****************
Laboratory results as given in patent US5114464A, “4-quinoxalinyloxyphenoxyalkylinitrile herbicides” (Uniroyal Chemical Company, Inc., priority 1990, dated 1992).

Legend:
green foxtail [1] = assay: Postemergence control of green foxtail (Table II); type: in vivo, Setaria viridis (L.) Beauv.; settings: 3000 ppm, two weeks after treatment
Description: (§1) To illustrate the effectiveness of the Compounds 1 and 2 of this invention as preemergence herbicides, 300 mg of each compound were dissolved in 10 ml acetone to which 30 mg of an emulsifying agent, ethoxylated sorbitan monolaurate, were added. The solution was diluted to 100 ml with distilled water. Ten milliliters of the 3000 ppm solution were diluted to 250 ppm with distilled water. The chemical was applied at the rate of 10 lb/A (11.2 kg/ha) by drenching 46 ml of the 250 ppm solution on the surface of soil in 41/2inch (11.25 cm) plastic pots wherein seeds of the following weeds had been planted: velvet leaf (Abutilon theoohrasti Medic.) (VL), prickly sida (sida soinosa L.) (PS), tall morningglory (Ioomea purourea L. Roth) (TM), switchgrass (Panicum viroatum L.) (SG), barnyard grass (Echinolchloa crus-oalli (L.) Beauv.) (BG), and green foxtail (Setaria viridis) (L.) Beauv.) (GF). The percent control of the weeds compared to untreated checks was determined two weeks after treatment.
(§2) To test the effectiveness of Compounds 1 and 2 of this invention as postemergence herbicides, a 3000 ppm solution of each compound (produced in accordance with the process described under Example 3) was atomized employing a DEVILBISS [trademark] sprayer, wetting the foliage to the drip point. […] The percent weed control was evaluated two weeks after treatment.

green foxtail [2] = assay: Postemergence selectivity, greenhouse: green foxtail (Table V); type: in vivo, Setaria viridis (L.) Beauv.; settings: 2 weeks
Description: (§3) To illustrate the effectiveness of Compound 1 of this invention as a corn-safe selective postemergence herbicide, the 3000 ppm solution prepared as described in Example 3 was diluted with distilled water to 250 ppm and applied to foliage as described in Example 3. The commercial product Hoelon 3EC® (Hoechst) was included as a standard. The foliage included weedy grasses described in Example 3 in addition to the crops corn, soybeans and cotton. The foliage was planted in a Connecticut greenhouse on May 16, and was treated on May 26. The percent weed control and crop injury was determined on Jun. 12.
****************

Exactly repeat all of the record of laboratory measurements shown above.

Laboratory results as given in patent US5114464A, “4-quinoxalinyloxyphenoxyalkylinitrile herbicides” (Uniroyal Chemical Company, Inc., priority 1990, dated 1992).

Legend:
green foxtail [1] = assay: Postemergence control of green foxtail (Table II); type: in vivo, Setaria viridis (L.) Beauv.; settings: 3000 ppm, two weeks after treatment
Description: (§1) To illustrate the effectiveness of the Compounds 1 and 2 of this invention as preemergence herbicides, 300 mg of each compound were dissolved in 10 ml acetone to which 30 mg of an emulsifying agent, ethoxylated sorbitan monolaurate, were added. The solution was diluted to 100 ml with distilled water. Ten milliliters of the 3000 ppm solution were diluted to 250 ppm with distilled water. The chemical was applied at the rate of 10 lb/A (11.2 kg/ha) by drenching 46 ml of the 250 ppm solution on the surface of soil in 41/2inch (11.25 cm) plastic pots wherein seeds of the following weeds had been planted: velvet leaf (Abutilon theoohrasti Medic.) (VL), prickly sida (sida soinosa L.) (PS), tall morningglory (Ioomea purourea L. Roth) (TM), switchgrass (Panicum viroatum L.) (SG), barnyard grass (Echinolchloa crus-oalli (L.) Beauv.) (BG), and green foxtail (Setaria viridis) (L.) Beauv.) (GF). The percent control of the weeds compared to untreated checks was determined two weeks after treatment.
(§2) To test the effectiveness of Compounds 1 and 2 of this invention as postemergence herbicides, a 3000 ppm solution of each compound (produced in accordance with the process described under Example 3) was atomized employing a DEVILBISS [trademark] sprayer, wetting the foliage to the drip point. […] The percent weed control was evaluated two weeks after treatment.

green foxtail [2] = assay: Postemergence selectivity, greenhouse: green foxtail (Table V); type: in vivo, Setaria viridis (L.) Beauv.; settings: 2 weeks
Description: (§3) To illustrate the effectiveness of Compound 1 of this invention as a corn-safe selective postemergence herbicide, the 3000 ppm solution prepared as described in Example 3 was diluted with distilled water to 250 ppm and applied to foliage as described in Example 3. The commercial product Hoelon 3EC® (Hoechst) was included as a standard. The foliage included weedy grasses described in Example 3 in addition to the crops corn, soybeans and cotton. The foliage was planted in a Connecticut greenhouse on May 16, and was treated on May 26. The percent weed control and crop injury was determined on Jun. 12.